On our platform, a filmmaker can list whatever festivals their film has been in, what awards it's won, what press it's received. All that metadata goes into our platform. If it's gotten into any festival, it has more appeal. If it's won any awards at any of those festivals, it garners more appeal from buyers because then it's recognized; it obviously has some content that is reachable to people. So, the more festivals it's been in—regardless of whether it's a second- or third-tier festival—the more marketing appeal it could potentially have.
We reach out to as many buyers for any film that comes on board as we humanly can. We have access to about 3,500 buyers globally. There may be 4,200 in the world, so we're pretty close to getting the full list. It changes, obviously, so we're never going to hit exactly the right amount. We always target our reach to the buyers with specifics. We don't try and blanket them with things they don't want.
"While you're on the film festival circuit, you could also have your film on BidSlate, and we'll be doing the marketing for you. While you're at Sundance, we'll be in Berlin trying to sell your film to buyers."
If we have a documentary on the deforestation problem in Madagascar, which we do, we'll reach out to buyers of documentaries. We'll reach out to buyers that are interested in the human condition, or a telling story. We'll reach out to buyers that are interested in human rights and the environment. We'll also reach out to buyers in the market that that film is available in. It's a very targeted approach. We also will say, "Look, this film has been in the Madagascar Film Festival. It won the award for most influential X." We make sure we point that out.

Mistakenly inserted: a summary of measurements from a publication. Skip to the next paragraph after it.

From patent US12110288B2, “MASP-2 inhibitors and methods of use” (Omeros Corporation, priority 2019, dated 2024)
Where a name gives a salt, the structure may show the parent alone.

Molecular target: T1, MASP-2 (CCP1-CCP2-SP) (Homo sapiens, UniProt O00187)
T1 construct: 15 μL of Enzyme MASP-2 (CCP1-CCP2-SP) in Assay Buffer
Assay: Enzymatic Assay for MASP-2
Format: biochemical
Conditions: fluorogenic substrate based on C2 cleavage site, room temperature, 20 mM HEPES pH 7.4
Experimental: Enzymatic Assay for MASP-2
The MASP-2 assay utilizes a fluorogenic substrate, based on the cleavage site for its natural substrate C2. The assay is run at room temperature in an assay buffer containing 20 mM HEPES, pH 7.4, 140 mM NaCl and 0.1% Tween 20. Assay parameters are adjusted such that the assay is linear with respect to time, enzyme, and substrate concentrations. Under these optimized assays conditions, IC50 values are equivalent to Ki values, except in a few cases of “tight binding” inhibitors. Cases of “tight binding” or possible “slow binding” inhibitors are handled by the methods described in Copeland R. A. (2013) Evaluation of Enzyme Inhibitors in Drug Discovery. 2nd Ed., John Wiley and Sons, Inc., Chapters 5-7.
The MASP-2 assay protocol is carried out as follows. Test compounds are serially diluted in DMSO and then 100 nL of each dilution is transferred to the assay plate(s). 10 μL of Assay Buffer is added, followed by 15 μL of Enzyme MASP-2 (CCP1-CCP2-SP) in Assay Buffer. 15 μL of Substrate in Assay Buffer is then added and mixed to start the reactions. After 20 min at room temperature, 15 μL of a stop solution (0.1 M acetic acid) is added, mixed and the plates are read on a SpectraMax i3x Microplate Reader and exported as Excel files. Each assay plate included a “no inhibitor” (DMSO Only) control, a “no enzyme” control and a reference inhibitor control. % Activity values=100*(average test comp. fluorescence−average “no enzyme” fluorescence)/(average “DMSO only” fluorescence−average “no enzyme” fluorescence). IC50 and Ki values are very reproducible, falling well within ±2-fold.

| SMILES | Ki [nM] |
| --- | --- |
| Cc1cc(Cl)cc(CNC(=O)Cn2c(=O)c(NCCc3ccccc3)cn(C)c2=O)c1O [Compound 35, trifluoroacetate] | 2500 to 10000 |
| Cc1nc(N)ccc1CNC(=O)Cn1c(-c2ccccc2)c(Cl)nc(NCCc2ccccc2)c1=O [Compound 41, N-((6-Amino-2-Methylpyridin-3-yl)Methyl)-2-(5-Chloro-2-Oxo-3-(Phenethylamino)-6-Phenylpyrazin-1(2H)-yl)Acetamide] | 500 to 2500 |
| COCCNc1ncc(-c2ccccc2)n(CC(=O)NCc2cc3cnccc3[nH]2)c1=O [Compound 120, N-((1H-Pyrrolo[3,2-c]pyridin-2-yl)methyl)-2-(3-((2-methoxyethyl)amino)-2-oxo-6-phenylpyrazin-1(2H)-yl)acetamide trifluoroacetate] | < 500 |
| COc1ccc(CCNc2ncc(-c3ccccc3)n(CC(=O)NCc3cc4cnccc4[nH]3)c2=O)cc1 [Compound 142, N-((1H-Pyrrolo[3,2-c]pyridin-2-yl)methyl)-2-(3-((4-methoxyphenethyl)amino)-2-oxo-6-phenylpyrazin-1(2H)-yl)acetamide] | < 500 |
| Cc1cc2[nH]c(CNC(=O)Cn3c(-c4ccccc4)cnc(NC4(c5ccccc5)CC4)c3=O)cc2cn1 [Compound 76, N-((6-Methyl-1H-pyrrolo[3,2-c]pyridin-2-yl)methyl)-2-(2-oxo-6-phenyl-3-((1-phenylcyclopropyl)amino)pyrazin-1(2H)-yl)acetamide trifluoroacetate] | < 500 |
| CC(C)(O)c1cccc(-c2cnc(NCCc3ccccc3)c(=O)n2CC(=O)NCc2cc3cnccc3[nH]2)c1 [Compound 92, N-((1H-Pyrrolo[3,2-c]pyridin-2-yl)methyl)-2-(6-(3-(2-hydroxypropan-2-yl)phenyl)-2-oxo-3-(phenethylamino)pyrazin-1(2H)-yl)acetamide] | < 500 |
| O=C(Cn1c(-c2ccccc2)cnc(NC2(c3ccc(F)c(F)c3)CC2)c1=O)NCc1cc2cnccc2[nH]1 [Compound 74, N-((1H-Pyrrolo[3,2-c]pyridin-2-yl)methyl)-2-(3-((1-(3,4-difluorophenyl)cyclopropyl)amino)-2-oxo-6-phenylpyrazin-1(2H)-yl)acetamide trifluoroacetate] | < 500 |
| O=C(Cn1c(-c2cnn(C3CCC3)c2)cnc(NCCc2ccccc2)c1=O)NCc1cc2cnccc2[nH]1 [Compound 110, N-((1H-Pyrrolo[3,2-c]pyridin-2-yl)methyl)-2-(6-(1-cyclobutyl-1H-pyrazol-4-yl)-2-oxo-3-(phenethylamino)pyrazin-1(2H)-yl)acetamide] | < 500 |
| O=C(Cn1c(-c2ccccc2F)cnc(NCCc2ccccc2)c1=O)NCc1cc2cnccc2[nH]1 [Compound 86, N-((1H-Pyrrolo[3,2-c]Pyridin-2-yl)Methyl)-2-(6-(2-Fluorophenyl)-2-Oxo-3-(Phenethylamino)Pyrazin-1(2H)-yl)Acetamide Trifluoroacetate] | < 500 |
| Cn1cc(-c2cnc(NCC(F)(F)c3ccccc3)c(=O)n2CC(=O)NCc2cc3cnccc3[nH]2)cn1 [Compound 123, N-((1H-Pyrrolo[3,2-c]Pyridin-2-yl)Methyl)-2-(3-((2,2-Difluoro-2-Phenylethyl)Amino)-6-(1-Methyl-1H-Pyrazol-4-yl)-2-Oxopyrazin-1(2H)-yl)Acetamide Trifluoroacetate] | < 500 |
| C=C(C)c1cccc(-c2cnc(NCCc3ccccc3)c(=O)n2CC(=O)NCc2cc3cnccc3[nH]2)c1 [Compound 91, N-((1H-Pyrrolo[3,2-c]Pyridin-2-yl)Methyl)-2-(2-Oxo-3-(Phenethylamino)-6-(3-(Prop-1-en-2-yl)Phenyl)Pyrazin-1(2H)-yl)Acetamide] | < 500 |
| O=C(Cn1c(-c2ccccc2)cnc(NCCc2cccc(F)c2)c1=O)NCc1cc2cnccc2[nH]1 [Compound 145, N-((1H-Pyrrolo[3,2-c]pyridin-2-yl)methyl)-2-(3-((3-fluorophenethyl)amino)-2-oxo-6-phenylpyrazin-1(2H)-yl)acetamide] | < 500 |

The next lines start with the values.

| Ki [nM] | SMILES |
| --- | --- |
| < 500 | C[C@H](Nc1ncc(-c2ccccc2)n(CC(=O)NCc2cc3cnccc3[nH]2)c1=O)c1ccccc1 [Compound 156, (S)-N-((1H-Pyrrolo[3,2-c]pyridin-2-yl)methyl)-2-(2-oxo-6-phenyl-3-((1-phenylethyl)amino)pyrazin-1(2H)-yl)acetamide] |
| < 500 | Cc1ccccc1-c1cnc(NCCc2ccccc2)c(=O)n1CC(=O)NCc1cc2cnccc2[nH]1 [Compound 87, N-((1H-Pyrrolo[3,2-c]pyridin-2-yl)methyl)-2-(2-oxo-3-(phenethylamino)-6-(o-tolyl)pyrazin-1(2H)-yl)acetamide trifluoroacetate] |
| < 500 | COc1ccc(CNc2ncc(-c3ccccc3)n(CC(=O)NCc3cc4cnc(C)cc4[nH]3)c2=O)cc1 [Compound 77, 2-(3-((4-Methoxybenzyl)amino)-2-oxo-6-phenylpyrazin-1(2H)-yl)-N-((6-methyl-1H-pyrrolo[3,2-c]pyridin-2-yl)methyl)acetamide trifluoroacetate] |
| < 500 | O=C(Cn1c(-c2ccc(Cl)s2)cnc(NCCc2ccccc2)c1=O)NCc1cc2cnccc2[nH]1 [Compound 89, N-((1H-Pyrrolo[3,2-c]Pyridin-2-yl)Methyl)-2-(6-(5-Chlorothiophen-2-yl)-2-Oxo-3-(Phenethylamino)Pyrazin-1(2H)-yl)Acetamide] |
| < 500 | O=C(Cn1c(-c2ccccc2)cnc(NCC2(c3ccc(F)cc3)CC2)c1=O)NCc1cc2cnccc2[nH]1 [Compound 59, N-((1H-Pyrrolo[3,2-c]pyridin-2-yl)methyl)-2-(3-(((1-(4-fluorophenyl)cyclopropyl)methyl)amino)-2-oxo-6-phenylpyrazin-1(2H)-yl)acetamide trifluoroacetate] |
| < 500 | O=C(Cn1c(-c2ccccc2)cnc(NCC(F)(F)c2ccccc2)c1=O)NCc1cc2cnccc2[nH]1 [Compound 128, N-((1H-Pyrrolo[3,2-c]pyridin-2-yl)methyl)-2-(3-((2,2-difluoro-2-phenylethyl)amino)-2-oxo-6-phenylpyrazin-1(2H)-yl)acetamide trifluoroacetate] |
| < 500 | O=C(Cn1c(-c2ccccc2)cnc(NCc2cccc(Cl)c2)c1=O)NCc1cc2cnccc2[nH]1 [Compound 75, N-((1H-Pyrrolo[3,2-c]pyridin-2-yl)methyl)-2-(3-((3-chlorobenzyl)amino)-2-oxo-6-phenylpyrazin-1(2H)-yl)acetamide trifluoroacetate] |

Obviously, when we have 4,000 films, we won't be doing the individual approach. By then, hopefully, buyers will know who BidSlate is, and the marketing happens on its own. We'll be marketing the platform, and what's new on the platform. People will be coming in and buying it. When eBay first came out, it didn't promote or market the toilet plunger that it just got in the marketplace; it promotes the platform. After a certain while, we'll have to promote the platform, and the latest offerings that we have. It will happen more blanketed down the road. For right now, we're being very specific to draw the attention of as many buyers as we possibly can.